An Idaho detective described watching a medical examiner cut layers and layers of duct tape from the pajama-clad body of 7-year-old Joshua "JJ" Vallow in disturbing testimony during the first day of Chad Daybell's preliminary hearing.
Prosecutor Rob Wood called Detective Ray Hermosillo of the Rexburg Police Department as his first witness to the stand, which was surrounded by Plexiglas amid the ongoing coronavirus pandemic. Hermosillo spoke about how the remains of JJ and his 16-year-old sister, Tylee Ryan, were discovered on Chad's land in June, nine months after the children were last seen.
"[JJ's] head had a white plastic bag over the top of it," Hermosillo told the court. "There was duct tape that was tightly wrapped around from his chin to his forehead area. Several layers of duct tape, tightly wrapped ... [There was] an additional piece of duct tape that was stretched from jawline to jawline across the mouth."
"From hundreds of photographs and video I have seen over the last eight months, I recognized that to the be the same little boy that was laying on the table," Hermosillo said.
JJ's grandparents, Kay Vallow Woodcock and Larry Woodcock, were among the few to attend the hearing in person, and Larry wiped tears from his eyes as Hermosillo spoke. Larry and Kay sat several rows behind Chad, who appeared expressionless next to his attorney, John Prior.
Hermosillo also testified that investigators had discovered burnt remains in a green plastic bucket as well as a partial skull fragment in the Daybell's pet cemetery, which were later confirmed to be the remains of Tylee. Those remains had been severely damaged.
Chad has been charged with two counts of conspiracy to commit destruction, alteration or concealment of evidence, as well as two felony charges of willfully destroying, concealing or altering evidence related to the children's remains. Chad has pleaded not guilty and denies all allegations of wrongdoing. Prior has not responded to Inside Edition Digital's requests for comment.
Under Idaho law, a prosecutor must convince a judge during a preliminary hearing that there is probable cause to believe that a crime has been committed and that there is probable or sufficient cause to believe the defendant has committed the crime in order for the case to proceed. That means if Eddins determines there is sufficient evidence to move forward, Chad's case will be "bound over" to a district court. If Eddins determines there isn't sufficient evidence, he can dismiss the charges.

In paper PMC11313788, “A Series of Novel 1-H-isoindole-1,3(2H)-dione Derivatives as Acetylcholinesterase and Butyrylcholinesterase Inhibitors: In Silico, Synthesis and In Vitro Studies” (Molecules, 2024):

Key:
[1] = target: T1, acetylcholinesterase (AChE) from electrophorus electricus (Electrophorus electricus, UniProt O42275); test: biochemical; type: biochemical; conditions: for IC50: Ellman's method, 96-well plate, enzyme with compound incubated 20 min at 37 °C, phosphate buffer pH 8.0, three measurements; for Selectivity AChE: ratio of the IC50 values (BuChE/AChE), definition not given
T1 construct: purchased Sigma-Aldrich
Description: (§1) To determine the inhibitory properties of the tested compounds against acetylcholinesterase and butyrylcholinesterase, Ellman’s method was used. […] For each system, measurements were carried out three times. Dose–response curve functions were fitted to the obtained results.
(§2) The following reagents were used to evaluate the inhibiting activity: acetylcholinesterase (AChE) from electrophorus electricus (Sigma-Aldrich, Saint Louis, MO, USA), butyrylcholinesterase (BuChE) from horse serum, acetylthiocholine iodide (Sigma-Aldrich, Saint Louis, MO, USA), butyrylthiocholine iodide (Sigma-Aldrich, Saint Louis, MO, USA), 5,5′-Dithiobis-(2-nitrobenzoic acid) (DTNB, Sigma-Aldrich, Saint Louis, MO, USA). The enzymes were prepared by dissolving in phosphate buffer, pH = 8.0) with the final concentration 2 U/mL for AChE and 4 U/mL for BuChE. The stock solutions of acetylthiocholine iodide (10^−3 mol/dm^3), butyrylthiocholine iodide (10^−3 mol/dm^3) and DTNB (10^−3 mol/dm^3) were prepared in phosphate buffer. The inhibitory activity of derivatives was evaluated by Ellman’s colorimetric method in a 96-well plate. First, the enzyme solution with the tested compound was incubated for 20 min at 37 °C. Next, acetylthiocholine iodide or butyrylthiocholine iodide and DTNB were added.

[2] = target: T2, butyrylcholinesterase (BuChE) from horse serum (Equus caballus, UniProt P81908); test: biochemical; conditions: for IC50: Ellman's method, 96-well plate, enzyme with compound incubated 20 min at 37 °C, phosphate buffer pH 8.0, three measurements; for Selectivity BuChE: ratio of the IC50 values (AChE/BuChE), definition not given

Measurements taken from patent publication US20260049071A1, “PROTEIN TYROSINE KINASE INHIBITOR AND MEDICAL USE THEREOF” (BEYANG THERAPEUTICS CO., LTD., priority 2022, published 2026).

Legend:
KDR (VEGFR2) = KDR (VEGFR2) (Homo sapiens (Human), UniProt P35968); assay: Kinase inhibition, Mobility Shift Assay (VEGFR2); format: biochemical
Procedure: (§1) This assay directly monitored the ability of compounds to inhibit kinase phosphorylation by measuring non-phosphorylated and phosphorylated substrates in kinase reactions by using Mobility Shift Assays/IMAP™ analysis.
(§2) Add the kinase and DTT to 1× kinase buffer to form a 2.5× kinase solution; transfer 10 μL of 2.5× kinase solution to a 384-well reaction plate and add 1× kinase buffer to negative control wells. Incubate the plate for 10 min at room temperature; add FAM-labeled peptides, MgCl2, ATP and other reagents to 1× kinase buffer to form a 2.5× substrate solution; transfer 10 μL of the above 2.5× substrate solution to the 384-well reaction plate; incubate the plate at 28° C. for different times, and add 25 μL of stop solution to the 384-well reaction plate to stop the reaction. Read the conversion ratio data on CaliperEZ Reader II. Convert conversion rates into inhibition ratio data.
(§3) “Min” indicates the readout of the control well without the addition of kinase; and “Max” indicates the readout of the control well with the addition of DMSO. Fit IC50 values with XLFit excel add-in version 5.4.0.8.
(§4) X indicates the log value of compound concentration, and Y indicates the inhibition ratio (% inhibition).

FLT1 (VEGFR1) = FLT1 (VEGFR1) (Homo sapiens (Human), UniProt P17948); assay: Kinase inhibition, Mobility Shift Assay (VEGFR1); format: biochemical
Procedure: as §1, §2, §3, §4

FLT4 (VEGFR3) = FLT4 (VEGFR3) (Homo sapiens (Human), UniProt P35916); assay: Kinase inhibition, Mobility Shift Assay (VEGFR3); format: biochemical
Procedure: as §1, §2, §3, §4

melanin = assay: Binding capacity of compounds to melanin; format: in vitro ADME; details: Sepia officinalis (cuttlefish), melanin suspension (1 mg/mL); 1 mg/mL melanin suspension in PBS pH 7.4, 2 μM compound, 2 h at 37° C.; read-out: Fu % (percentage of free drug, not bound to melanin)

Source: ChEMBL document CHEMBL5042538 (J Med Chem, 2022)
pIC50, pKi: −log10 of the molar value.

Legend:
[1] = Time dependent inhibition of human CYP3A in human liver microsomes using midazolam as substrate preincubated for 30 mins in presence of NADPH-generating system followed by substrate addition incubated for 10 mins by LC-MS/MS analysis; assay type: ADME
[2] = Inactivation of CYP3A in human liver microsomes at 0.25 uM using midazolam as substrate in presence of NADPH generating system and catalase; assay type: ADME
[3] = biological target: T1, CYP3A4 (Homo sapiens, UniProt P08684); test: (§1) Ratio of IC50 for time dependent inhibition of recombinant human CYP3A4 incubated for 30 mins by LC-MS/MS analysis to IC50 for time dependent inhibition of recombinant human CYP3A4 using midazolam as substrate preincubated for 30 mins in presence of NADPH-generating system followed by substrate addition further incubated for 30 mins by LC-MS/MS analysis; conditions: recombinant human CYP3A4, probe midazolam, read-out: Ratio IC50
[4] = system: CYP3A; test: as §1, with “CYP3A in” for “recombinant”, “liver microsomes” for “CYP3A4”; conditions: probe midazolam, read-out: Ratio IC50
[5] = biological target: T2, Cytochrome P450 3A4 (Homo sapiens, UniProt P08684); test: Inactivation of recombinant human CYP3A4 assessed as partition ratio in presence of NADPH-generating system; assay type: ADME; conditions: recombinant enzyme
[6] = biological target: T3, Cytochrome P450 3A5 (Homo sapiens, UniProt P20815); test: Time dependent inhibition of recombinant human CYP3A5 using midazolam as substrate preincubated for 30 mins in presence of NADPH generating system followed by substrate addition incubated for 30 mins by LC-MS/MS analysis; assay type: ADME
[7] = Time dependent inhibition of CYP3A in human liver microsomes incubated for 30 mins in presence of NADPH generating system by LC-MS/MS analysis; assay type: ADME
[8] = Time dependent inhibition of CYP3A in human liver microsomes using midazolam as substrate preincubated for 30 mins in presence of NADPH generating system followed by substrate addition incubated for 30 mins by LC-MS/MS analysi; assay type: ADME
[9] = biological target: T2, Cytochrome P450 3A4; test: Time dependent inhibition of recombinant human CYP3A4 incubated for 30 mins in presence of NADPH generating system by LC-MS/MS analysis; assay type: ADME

Chad, who wore a white shirt and blue tie and no mask, did not appear to show emotion when the camera panned to him during the proceedings. The hearing was live-streamed over Zoom due to a recent surge in COVID-19 cases in Idaho. At the beginning of the hearing, Magistrate Judge Faren Eddins said he would allow Chad, Prior and Wood not to wear masks as long as they practiced social distancing in the courtroom to make it easier for them to communicate.
During his testimony, Hermosillo said that when he went to perform a welfare check on JJ at Lori's home on Nov. 26, 2019, he found Chad and Lori's brother, Alex Cox. Chad told the detective he didn't know Lori well, even though police knew Chad and Lori had wed two weeks before.
"I asked Mr. Daybell when is the last time he saw JJ, and he stated that he saw JJ in apartment 107 [Lori's apartment] in October," Hermosillo testified. "I asked Mr. Daybell for Lori Vallow's phone number and he stated he didn't have it ... I again found it suspicious because I knew that they were married two weeks prior to my contact with Mr. Daybell."
"I asked Mr. Daybell how he knew Lori Vallow, and he stated that he had only met her a couple of times through Alex Cox," Hermosillo added.